Can I ever relate to that quote…

I heard about Anthony Bourdain killing himself this morning, and my first thought was along the lines of wouldn’t it be nice if we could all choose the place and time of our own demise?

I realize that’s probably a fairly unpopular thought, but… why not? I mean… why do we make suicide so abhorrent? Why do we want someone to keep living when they have decided they’ve had enough? We label people sad, depressed, fighting demons… we say that if they had only called, spoken, reached out… If we had only seen the signs, asked the right questions, been there… How sad, how sad, how sad…

But no one ever says they ended their life on their own terms. Good for them.

Why not?!?

I thought about suicide 50-something years ago as a young gay kid – and actually didn’t follow through with it because I didn’t want to hurt my parents – the people I was afraid of hurting because I was gay. Trust me – after all these years, I get the irony.

I’m rather glad I didn’t follow through and I’m glad that Anthony Bourdain waited until he was 61 – I liked a lot of what he had to say about food and travel opening up minds. I’m a living example of it. I grew up eating Filipino food and hearing Tagalog spoken because of our friends across the street. It was normal and natural – a loud and crazy family just like mine – except they ate a lot of rice and played mahjong. When I traveled overseas with Uncle Sam’s Yacht Club, I got to see even more foods and hear even more languages. I wasn’t fearful, I was intrigued. I sought out different foods and ate street food whenever I could.

To this day, the best omelette I have ever eaten was cooked in a wok on a street cornier in Singapore by an older Malaysian gentleman who spoke no English. I can still see his gold-toothed smile and I can still taste the spicy goodness of those eggs and vegetables and spices.

I’m not afraid to hear different languages here in the USofA. I’m not afraid to try different foods. I’m not afraid of immigrants. I’m not afraid of cultures different than my own. I’m not afraid of different skin tones. I love going to different countries and experiencing the foods and culture. I love going to grocery stores and markets and buying local foods to cook myself.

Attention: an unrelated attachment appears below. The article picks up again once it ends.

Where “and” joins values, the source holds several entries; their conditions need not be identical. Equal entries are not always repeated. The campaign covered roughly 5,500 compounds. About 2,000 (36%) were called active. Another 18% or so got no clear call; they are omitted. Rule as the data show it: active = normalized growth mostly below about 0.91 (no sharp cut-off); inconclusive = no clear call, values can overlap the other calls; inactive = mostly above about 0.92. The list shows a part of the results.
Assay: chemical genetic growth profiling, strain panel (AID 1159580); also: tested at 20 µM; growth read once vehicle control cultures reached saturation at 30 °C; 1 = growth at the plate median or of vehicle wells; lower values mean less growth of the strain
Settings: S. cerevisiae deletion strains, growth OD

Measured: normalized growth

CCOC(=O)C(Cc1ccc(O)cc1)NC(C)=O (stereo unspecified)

These are things that food and travel have given me. They are things that Anthony Bourdain was able to share on a much broader scale.

And I get the alcohol and drugs he was so open about. I don’t even want to think of the amount of money I spent on Bombay martinis and cocaine back in my restaurant and hotel days. The hours, the heat, the stress, the perfection at all times. It really is a brutal profession.

And I regret none of it. It’s been a roller coaster of a ride, but, somehow, it brought me to where I am right now – less than 3 weeks from retirement and almost 25 years with the greatest guy on the planet – and a really crazy dog.

I’m really glad the teenage me didn’t end things back then, but I still want that option in the future. I don’t want Victor changing my pampers and I’ll be damned if I will be hooked up to some damned machine for the sole purpose of making me live longer. I want to be able to decide for myself when the quality vs quantity balance shifts. I’m in no hurry. I’d like to stick around for a really long time because there are just so many people I haven’t annoyed, yet. A really long time. But I do want that option.

I’ll miss Anthony Bourdain and his sardonic wit and view of the world. I’m also glad he stayed around long enough to teach us a few things about food and life.